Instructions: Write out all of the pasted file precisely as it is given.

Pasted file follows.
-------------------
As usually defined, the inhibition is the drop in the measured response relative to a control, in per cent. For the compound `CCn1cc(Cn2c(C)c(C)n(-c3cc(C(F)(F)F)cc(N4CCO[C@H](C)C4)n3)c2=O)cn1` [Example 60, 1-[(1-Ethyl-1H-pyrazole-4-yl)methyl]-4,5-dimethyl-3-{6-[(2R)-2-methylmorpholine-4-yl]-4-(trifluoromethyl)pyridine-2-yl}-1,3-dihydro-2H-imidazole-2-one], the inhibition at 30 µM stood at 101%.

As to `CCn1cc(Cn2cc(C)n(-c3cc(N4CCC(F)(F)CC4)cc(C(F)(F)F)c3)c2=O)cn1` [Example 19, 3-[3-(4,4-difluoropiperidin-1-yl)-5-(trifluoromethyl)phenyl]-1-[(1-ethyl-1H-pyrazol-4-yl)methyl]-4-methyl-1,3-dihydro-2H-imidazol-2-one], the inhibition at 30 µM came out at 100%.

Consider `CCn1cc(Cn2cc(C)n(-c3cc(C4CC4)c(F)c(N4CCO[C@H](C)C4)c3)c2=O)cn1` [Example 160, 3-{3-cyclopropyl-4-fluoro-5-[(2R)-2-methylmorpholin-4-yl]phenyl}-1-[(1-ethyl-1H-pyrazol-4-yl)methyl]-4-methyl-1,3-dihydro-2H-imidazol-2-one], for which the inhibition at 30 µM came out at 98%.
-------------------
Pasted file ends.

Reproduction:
As usually defined, the inhibition is the drop in the measured response relative to a control, in per cent. For the compound `CCn1cc(Cn2c(C)c(C)n(-c3cc(C(F)(F)F)cc(N4CCO[C@H](C)C4)n3)c2=O)cn1` [Example 60, 1-[(1-Ethyl-1H-pyrazole-4-yl)methyl]-4,5-dimethyl-3-{6-[(2R)-2-methylmorpholine-4-yl]-4-(trifluoromethyl)pyridine-2-yl}-1,3-dihydro-2H-imidazole-2-one], the inhibition at 30 µM stood at 101%.

As to `CCn1cc(Cn2cc(C)n(-c3cc(N4CCC(F)(F)CC4)cc(C(F)(F)F)c3)c2=O)cn1` [Example 19, 3-[3-(4,4-difluoropiperidin-1-yl)-5-(trifluoromethyl)phenyl]-1-[(1-ethyl-1H-pyrazol-4-yl)methyl]-4-methyl-1,3-dihydro-2H-imidazol-2-one], the inhibition at 30 µM came out at 100%.

Consider `CCn1cc(Cn2cc(C)n(-c3cc(C4CC4)c(F)c(N4CCO[C@H](C)C4)c3)c2=O)cn1` [Example 160, 3-{3-cyclopropyl-4-fluoro-5-[(2R)-2-methylmorpholin-4-yl]phenyl}-1-[(1-ethyl-1H-pyrazol-4-yl)methyl]-4-methyl-1,3-dihydro-2H-imidazol-2-one], for which the inhibition at 30 µM came out at 98%.